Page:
Thrive
Factory farming is making us sick

As some of you may already know from our recent Facebook post, www.consumewithcare.org is incredibly fortunate and grateful to be the recipient of a grant from the animal protection organisation Voiceless. We will be using the money to spread our message of conscious consumption to the wider community, so we’re looking forward to a very busy and successful 2014.

At the Voiceless awards ceremony, attendees were given a copy of a book called ‘Unsustainable Cruelty’ by the Australian PhotoJournalist (supported by Voiceless), which contains a collection of photos and essays on a range of topics exploring the way in which humans mistreat animals in the name of food, entertainment and science. It is an essay by Eating Animals author Jonathan Safran Foer that I would like to share with you here.

In his essay Foer argues that eating factory farmed animals and their products is actually making us sick. One of the main reasons for this is the over-use of antibiotics on factory farms, which causes antibiotic resistance.

Unlike antibiotic use in in humans, which is controlled through prescriptions, animals on factory farms are fed antibiotics routinely, often on a daily basis. This is made necessary by the poor living conditions and intense confinement in which factory farmed animals live, which makes them highly susceptible to a range of illnesses.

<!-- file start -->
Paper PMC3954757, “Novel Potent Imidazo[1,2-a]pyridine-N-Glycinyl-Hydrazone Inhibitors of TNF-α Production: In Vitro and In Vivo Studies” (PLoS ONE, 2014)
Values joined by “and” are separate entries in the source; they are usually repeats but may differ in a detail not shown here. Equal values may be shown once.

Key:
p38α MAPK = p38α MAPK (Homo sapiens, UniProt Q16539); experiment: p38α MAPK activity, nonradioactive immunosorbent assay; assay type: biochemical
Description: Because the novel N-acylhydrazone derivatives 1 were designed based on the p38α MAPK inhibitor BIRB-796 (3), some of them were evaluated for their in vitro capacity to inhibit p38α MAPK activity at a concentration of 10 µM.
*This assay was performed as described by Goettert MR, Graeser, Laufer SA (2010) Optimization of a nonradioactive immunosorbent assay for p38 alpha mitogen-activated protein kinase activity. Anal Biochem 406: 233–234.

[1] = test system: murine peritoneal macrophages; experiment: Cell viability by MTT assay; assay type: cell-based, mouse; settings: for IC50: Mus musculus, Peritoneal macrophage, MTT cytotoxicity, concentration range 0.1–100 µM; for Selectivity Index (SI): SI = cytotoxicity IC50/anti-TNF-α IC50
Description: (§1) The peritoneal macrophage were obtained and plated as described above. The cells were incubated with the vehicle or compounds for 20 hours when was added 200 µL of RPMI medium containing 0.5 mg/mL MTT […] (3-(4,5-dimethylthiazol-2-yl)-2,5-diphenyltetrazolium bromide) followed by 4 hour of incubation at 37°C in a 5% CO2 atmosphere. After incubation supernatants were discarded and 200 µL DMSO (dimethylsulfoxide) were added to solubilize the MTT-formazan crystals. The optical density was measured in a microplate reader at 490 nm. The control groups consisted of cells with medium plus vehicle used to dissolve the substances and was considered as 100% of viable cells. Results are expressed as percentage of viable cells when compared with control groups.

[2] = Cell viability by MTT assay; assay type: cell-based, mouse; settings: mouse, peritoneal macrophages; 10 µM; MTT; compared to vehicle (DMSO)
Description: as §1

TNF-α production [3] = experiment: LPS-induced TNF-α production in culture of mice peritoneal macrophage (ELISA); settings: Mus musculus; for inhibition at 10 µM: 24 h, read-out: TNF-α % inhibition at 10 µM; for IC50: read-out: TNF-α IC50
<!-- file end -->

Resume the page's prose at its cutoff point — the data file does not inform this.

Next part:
According to Foer, scientists have been warning against the use of non-therapeutic antibiotics in farm animal feed since the 1960s but to no avail. Studies by the Centers for Disease Control (CDC) in the US and another study published in the New England Journal of medicine have confirmed that antibiotic resistance is rising rapidly and have linked this to the use of anitbiotics in farm animals.

Institutions such as the World Health Organization (WHO), the American Medical Association and the CDC have called for a ban of non-therapeutic antibiotics on factory farms but so far they have been no match for the might of the extremely powerful agricultural and pharmaceutical industries.

Another major risk to human health from factory farms, Foer argues, is the emergence of zoonotic diseases, that is those spread from human to animal or from animal to human (think swine and bird flu). Scientists from organisations such as the Food and Agriculture Organization of the United Nations, WHO and the US Department of Agriculture have all concluded that factory farming is a major cause of the increased risk for these types of diseases. Foer warns that we must choose between cheap food or our health.

Finally, Foer reminds us of the extremely important role each and every one of us plays in helping to put an end to factory farming for the sake of the animals and our own health when he says “ What is the source of the industry’s immense power? We give it to them.” As individuals we all can help put an end to the suffering of factory farmed animals by refusing to buy food produced in this way.

So, please check out our website to find out which higher animal welfare choices we recommend and remember to always consume with care!

NatDeb

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